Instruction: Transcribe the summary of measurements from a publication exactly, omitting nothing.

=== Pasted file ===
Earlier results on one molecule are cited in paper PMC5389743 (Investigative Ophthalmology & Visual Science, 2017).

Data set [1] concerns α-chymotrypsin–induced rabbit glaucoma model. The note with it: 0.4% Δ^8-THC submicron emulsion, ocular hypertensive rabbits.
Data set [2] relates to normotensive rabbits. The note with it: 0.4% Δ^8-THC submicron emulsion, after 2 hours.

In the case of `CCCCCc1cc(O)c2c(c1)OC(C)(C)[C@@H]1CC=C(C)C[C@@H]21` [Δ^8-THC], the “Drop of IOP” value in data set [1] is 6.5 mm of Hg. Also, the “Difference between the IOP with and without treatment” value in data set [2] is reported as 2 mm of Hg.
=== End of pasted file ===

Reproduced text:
Earlier results on one molecule are cited in paper PMC5389743 (Investigative Ophthalmology & Visual Science, 2017).

Data set [1] concerns α-chymotrypsin–induced rabbit glaucoma model. The note with it: 0.4% Δ^8-THC submicron emulsion, ocular hypertensive rabbits.
Data set [2] relates to normotensive rabbits. The note with it: 0.4% Δ^8-THC submicron emulsion, after 2 hours.

In the case of `CCCCCc1cc(O)c2c(c1)OC(C)(C)[C@@H]1CC=C(C)C[C@@H]21` [Δ^8-THC], the “Drop of IOP” value in data set [1] is 6.5 mm of Hg. Also, the “Difference between the IOP with and without treatment” value in data set [2] is reported as 2 mm of Hg.